(If Emily Posted is officially moving to Friday, but I didn’t want to wait until Friday to share this. And please, share this.)
About a year ago, I was explaining to a friend, a fellow writer, why I wasn’t interested in joining Foursquare. It wasn’t about people robbing me while I grabbed a tea at Coffee Bean that worried me, but it had to do with the fact that I like to control my online privacy because as a freelancer, people I work with are in my social networks.
Ask any writer and they will tell you the method to their madness. For very few, the methods are the same. I tend to write a lot at night, and always have. So from 9-5 there’s always a chance I’m out doing things.
I’m proud of the fact I’ve never missed a deadline or failed to deliver a project to a client, but I don’t ever want someone worried that I seem to be everywhere but at my desk when a deadline is looming.
If I checked in somewhere every time I ate, shopped or went to a movie, I think it would look bad for business. Let people judge me on the quality of my work rather than the fact I’m at Bed, Bath and Beyond on a Tuesday afternoon with a 7pm deadline.
On the flip, I once had a colleague I couldn’t reach by phone or email for days. Days. I did the bulk of a project we were supposed to do together. The whole time the person was unreachable, they were posting photos and status updates about eating at great restaurants and heading to the beach. I ended up deleting them from my Facebook feed because it was making me furious. Needless to say, we didn’t collaborate again after that.
(I see this sort of stuff all the time. People, really, think about the excuses you make before you decide to tweet, Instagram and FB post your day away.)
Last month I finally signed up for Foursquare, if only because I like to know what I’m talking about. And about sixteen seconds later I saw a tweet about this app called Girls All Around Me that used the data collected by Foursquare and Facebook to track where we girls were and when. Chivalry at it’s douchiest.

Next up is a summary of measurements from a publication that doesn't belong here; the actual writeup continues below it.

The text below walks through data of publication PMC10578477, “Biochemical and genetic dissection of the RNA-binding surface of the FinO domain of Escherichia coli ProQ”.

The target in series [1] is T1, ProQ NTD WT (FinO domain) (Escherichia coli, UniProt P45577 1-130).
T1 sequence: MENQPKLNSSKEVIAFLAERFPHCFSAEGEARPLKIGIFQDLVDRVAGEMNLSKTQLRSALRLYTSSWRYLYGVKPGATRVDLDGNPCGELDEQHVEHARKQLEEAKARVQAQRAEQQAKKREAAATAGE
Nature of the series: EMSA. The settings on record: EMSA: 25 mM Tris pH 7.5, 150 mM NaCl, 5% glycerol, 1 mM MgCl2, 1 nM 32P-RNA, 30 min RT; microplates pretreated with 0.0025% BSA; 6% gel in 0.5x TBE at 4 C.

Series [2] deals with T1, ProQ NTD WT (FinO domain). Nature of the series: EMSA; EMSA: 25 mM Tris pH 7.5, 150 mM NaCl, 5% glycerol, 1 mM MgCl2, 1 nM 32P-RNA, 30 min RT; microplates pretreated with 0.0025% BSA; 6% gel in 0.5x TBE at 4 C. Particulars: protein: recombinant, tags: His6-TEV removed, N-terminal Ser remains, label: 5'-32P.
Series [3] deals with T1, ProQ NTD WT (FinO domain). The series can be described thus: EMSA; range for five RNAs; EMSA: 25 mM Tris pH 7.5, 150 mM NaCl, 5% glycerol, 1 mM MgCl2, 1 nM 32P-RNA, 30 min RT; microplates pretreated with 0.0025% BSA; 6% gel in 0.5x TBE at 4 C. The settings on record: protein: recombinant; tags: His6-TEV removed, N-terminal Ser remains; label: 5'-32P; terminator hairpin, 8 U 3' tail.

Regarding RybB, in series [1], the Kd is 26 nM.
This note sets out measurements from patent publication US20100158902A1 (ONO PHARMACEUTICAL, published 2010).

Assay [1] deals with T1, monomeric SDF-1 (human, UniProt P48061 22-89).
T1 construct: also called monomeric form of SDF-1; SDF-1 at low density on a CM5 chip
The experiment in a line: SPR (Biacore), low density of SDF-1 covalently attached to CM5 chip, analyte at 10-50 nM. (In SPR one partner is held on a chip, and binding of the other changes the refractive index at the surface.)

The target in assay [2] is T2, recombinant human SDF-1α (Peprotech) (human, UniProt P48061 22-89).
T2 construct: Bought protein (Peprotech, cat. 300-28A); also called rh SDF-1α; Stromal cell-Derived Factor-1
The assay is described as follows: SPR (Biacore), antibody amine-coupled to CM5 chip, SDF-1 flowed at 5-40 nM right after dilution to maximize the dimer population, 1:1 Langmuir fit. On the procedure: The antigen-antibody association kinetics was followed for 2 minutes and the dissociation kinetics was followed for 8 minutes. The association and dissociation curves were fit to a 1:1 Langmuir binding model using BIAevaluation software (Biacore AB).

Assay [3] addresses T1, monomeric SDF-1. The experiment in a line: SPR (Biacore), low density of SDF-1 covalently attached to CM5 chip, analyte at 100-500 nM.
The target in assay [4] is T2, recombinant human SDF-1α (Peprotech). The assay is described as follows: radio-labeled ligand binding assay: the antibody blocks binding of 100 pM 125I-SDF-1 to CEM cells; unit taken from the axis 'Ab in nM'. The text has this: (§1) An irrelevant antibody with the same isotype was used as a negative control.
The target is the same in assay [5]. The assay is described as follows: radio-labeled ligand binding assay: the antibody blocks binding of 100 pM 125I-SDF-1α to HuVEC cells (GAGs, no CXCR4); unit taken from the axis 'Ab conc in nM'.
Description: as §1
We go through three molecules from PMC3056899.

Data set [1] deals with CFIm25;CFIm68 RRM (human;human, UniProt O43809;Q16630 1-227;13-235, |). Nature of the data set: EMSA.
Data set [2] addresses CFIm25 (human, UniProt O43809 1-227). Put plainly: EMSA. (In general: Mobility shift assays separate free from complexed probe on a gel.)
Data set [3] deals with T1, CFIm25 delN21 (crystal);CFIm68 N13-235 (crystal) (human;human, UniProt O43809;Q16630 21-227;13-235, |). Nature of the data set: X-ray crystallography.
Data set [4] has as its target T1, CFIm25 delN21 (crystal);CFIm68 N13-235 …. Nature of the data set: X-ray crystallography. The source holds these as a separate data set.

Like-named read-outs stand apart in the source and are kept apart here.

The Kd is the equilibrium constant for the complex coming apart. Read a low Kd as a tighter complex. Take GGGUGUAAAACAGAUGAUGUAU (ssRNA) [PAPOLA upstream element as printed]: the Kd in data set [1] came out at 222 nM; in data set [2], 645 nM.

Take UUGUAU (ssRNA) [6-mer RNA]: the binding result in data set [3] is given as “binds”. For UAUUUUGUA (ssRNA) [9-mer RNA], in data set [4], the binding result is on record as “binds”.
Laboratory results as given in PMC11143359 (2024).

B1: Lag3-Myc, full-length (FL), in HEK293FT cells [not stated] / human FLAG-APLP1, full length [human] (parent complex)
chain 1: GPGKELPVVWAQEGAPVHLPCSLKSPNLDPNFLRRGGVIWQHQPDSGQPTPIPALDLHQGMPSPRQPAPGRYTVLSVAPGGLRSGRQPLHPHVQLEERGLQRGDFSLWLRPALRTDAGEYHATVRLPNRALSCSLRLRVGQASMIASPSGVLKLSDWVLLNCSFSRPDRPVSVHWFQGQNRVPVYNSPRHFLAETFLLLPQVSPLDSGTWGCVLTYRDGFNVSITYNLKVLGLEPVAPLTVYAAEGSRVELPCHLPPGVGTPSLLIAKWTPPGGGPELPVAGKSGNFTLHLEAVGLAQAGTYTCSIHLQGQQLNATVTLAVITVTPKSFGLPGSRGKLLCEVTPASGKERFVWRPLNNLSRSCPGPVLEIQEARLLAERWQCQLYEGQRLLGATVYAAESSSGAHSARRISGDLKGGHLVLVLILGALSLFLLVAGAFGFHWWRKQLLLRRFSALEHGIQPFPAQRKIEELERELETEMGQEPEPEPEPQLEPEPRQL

Thanks to John Brownlee at Cult of Mac who started writing about it, and then interviewed the developers who dug an even deeper hole by explaining that it wasn’t creepy because they were simply making sure guys could make sure they went where only pretty women were (vomit), it was pulled for the Apple App Store. And then Foursquare revoked use of their API and the app collapsed. And from what I gather Facebook never really got back to him on the subject. At first I was really happy with Foursquare (and annoyed with Facebook) until Cult of Mac reminded me that Foursquare doesn’t care if the app was tasteless, they simply wanted to stop the chatter about privacy issues. Bronwlee is spot on when he writes that this wasn’t altruistic, it was about damage control. Chivalry fails again.
In the same way people say we need to give up our IP rights if we want to post things online, I really liked his analogy about why we need to stop blaming the user in these situations, comparing apps like that to a dark alley by neighboring bars where women are attacked:
“How long until you stop saying it’s the women’s fault for being stupid or careless enough to be victims, and start parceling out some of the blame to the two bars that don’t care enough to install a street light to keep that alley well-lit?”
As I say about Pinterest and other sites, developers need to educate their users. They need to offer tools along with the toys. They need to take responsibility for what they put out there.
I’m not afraid that my whereabouts will cause me harm or that a crappy photo of me will be tagged on Facebook, but I’m sick of this mentality that we must opt-out rather than opt-in to everything.
Please use all the geotagging features however you’d like, but make them work for you, not you for them.
Silver lining: Cult of Mac’s Charlie Sorrel did this follow-up post to make sure users understand Facebook, iPhone/iPad and Foursquare privacy settings and how to opt-out if one chooses. Because even if you don’t realize it, you’ve opted into a lot already.
John and Charlie, you’re internet knights in shining armor. Thanks for doing what you do.